The man makes his times, or is it the other way around? Philosophers have argued over this conundrum for centuries. But in the heat of partisan debate, we have to sort it out the best we can.
Thomas Friedman of the New York Times, not the most consistent cheerleader for George W. Bush, makes the provocative suggestion that the president, like his predecessor Abraham Lincoln, has discovered a higher moral purpose in the midst of war, and has changed the emphasis from finding and destroying weapons of mass destruction to liberating Iraq in pursuit of democracy in a miserable part of the world that is anything but congenial to the rights of man.
The similarities between the two presidents are striking. Abraham Lincoln, who went to war to save the Union, became an abolitionist only reluctantly. In late summer of 1862, the man who said he would preserve slavery if that were the only way to save the Union was prosecuting a war that was not going well.
Stonewall Jackson had led a brilliant campaign through the Shenandoah Valley that would be studied at West Point 100 years later, and Robert E. Lee had so soundly thrashed the Union army at Second Manassas that the British were flirting with recognition of the Confederate government in Richmond. The newspapers in Boston and New York were growing bolder in their sniping; Lincoln badly needed to freshen up the label on his unpopular war.
Hence the Emancipation Proclamation, which actually freed no slaves since it had no currency in the Confederacy and did not apply to the four slave states (Delaware, Maryland, Kentucky and Missouri) loyal to the Union. But it gave moral authority to a war that had begun as an exercise in raw politics.
The argument that George W. Bush is similarly transforming his war is supported by theoretical analysis. Michael Sandel, a professor of government at Harvard, postulates that "presidents, under the pressure of events, especially during war, find themselves needing to articulate new and more persuasive rationales for their policies - especially when great sacrifices are involved."
Lincoln thus had greatness thrust upon him. By expanding his vision to preserve the Union to include freeing the slaves, he was poised to fulfill the promise articulated in the Declaration of Independence, that all men are created equal.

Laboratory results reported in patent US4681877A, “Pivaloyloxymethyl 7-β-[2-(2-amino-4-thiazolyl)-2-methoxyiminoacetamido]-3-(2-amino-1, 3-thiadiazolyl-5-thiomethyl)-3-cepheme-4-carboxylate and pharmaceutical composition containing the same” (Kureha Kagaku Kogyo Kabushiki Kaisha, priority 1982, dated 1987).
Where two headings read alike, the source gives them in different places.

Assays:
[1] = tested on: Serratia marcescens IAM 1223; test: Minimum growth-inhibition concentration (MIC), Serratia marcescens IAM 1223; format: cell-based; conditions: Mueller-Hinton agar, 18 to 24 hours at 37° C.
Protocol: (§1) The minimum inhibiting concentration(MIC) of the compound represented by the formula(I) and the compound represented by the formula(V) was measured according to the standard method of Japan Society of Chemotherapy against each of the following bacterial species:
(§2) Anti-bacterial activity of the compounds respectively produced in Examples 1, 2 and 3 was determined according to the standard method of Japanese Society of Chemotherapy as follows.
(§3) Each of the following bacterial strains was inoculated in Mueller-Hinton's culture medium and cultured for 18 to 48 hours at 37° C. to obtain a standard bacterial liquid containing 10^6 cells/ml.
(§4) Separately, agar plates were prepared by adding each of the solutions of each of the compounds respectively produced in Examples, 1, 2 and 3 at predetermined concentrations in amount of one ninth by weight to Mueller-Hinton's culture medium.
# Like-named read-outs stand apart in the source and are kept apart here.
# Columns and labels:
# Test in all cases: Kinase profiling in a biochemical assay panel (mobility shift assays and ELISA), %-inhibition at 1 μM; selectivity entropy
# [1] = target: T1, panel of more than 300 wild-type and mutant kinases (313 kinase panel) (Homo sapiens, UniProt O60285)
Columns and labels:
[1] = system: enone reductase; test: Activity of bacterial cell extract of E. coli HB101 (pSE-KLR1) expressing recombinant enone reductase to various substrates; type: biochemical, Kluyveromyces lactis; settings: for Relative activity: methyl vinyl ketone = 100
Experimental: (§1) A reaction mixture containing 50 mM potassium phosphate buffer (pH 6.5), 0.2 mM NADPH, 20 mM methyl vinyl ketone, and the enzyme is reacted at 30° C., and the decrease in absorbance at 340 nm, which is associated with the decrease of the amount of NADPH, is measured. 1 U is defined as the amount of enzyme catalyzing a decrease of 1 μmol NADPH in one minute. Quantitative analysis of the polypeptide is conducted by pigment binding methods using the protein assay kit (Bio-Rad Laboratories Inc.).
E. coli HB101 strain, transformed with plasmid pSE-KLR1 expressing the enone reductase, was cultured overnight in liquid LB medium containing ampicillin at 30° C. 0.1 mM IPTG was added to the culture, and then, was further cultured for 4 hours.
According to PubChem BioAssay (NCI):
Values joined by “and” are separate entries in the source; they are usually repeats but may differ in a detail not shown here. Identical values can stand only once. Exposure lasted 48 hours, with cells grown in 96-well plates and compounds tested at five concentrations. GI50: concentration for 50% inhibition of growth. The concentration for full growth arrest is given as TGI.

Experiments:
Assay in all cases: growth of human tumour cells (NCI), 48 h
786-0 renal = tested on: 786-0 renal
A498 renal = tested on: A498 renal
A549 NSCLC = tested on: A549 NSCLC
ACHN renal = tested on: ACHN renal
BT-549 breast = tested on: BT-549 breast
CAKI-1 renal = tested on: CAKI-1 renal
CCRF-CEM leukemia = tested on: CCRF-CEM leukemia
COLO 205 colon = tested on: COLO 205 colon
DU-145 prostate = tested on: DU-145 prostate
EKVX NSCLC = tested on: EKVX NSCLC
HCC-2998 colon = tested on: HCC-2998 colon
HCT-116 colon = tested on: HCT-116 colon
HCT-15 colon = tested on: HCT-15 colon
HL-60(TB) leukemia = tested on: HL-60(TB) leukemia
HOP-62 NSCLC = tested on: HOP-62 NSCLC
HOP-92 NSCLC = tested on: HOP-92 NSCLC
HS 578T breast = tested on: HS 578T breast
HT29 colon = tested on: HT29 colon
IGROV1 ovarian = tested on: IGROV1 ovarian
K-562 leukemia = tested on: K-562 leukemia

George W. Bush campaigned in 2000 against nation-building, just as Lincoln had distanced himself from the abolitionists in 1860, but circumstances changed. When President Bush was forced to confront acts of terrorism and the fear that Saddam Hussein had weapons of mass destruction (a fear that nearly everyone shared), he was forced to change both attitude and analysis.
With appeals for homeland security and the necessity to find Saddam's weapons, he rallied a large majority of the American people in support the war in Iraq. It was a matter of national interest. When that war was quickly won and the troops found no weapons of mass destruction, the president was forced to look to other themes muted in his original assessment. Like Lincoln, he had to expand his vision in changed circumstances.
The president now appeals to pragmatism fused with idealism. "In democratic and successful societies, men and women do not swear allegiance to malcontents and murderers; they turn their hearts and labor to building better lives," he said in London. "Democratic governments do not shelter terrorist camps or attack their peaceful neighbors; they honor the aspiration and dignity of their own people."
The president's new rhetoric places him squarely in the tradition of Woodrow Wilson, the Presbyterian preacher's son who was president of Princeton before he was president of the United States. This would have been an implausible comparison only three years earlier. Like Wilson, he wants "to make the world safe for democracy."
The president seems to like the comparison. He frequently invokes Wilson as a warning to nations that won't stand up to barbarism. Against Wilson's idealism, the president says, "free nations failed to recognize, much less confront, the aggressive evil in plain sight." Within a generation after Wilson's failure to persuade others to stand with him against evil, the civilized nations were forced to confront Munich, Auschwitz and the Blitz.
Bush-bashers see only cynicism in the president's language, accusing him of becoming a man in search of a rationale for an unnecessary war. Similar things were said of Abraham Lincoln when he signed the Emancipation Proclamation.
But if Lincoln was slow to come to the idea of freeing the slaves, he recognized its importance (as well as its utility) when he lifted his pen to sign it.
"If my name ever goes into history," he told William Seward, his secretary of state, "it will be for this act, and my whole soul is in it." History similarly waits for George W. Bush.